Our Research

The research programme of the HPRU in Chemical and Radiation Threats and Hazards addresses today’s priority chemical and radiation exposures affecting communities and individuals. It aims to advance our understanding of how contact with dangerous chemicals and radiation, in prolonged or in exceptional exposures, leads to ill health, to deliver timely impact on policy to improve public health protection.

Our four research Themes integrate basic science, molecular and cell biology and large-scale population studies. Together these Themes will contribute to generating new knowledge and understanding on: exposure-response relationships and their quantification based on occupational, patient and population cohorts; discovery of biological markers of chemical and radiation

exposure, effect and susceptibility and their application in risk mitigation; novel in vitro methods for the identification of radiation and chemical causes of cancer, circulatory diseases and neurological dysfunction; and developing approaches to assess the efficacy of decontamination and safe inactivation/storage methods for highly toxic chemical agents.

This Theme will improve understanding of the health impact of exposures to natural and man-made sources of radiation, including cancer risks near nuclear installations, effects from using telecommunications devices (mobile phones and police radios) and the role of ionising radiation and ultraviolet light in cardiovascular disease. For more details see here.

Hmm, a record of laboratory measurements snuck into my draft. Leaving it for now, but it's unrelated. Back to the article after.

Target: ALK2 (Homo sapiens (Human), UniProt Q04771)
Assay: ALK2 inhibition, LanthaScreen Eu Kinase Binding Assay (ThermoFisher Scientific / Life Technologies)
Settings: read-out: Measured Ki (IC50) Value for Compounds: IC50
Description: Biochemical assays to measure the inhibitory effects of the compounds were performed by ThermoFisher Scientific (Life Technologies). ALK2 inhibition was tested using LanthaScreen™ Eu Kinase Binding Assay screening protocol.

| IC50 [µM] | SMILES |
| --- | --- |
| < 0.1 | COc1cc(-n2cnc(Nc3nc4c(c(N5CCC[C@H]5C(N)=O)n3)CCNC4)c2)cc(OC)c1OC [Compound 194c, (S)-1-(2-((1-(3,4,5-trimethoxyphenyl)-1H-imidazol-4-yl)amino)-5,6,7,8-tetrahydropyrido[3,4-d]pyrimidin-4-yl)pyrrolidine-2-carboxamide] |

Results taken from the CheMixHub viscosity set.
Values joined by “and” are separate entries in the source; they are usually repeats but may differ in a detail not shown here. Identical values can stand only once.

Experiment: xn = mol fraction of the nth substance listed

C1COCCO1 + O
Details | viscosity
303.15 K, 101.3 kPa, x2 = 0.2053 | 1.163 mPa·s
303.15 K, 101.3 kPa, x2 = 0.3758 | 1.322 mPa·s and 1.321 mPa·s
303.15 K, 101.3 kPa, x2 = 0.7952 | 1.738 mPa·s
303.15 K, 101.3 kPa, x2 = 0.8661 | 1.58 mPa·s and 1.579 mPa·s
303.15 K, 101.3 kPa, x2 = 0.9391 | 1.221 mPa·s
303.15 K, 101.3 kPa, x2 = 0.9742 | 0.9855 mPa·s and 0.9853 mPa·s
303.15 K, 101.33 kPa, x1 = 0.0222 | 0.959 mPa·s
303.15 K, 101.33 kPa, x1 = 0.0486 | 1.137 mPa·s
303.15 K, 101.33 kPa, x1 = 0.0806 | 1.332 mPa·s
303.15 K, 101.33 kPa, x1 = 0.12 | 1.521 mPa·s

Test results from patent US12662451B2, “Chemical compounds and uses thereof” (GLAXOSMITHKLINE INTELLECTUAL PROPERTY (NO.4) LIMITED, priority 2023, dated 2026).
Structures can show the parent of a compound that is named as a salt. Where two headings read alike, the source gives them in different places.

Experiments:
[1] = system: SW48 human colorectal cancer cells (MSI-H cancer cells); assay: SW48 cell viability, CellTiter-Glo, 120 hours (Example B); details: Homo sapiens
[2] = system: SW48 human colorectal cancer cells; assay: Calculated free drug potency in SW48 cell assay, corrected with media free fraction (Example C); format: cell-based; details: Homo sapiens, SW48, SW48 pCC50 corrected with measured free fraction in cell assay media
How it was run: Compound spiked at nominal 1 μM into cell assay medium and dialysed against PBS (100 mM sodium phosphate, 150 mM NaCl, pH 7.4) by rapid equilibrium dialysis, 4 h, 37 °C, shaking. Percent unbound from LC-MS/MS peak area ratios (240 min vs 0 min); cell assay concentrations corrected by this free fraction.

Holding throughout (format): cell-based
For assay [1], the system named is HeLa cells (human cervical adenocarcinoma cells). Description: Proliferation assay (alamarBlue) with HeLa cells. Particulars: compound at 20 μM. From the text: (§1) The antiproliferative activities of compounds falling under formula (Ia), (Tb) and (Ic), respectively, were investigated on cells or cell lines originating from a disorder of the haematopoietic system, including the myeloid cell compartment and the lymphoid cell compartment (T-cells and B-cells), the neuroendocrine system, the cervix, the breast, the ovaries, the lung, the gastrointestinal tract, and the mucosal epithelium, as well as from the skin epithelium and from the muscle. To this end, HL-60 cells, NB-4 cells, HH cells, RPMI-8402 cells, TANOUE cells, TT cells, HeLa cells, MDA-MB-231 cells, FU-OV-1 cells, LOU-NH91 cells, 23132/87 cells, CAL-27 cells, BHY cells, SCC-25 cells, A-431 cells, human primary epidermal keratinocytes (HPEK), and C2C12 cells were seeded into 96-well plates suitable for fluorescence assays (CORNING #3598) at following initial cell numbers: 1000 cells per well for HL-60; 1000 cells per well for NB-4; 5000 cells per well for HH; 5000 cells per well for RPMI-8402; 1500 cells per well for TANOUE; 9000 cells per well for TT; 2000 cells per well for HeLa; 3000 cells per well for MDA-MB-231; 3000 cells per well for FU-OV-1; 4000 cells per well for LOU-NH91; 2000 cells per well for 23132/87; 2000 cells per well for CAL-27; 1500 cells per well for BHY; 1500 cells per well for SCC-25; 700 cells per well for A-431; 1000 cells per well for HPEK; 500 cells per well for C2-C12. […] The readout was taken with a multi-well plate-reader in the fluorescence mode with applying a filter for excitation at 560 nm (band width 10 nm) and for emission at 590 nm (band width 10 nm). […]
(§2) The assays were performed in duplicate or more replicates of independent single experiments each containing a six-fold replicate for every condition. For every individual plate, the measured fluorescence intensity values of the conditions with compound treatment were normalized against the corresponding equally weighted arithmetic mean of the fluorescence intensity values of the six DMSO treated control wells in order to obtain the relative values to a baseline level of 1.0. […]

This Theme will enhance understanding of how chemical and radiation exposures cause disease by studying molecules found in blood or urine (biomarkers) that tell us about contact with specific agents. We will study biomarkers of ionising radiation used in healthcare (e.g. CT scans), common man-made chemicals (e.g. flame retardants, organophosphates, persistent organic pollutants) and chemical exposures near brownfield sites. For more details see here.
This Theme will deliver new knowledge on how chemicals damage cells (human or the micro-organisms that live within us) to cause disease. We will apply this learning in three real- world settings: reproductive health near brownfield sites, long-term health among workers exposed to radiation and exposures to trace levels of pesticides in food. For more details see here.
This Theme will investigate novel highly toxic chemicals, how best to protect people from the effects of these agents (including decontamination after contact) and how to remove them from the environment. This will include study of household mould, chemicals in drinking water and chemical warfare agents. For more details see here.
In addition to these core Themes, several cross-cutting programmes ensure the HPRU delivers broad impact beyond its research outputs, by involving the communities which are the subject of its research, training the next generation researchers, by promoting the translation of research outcomes into policy and responding to emerging public health challenges.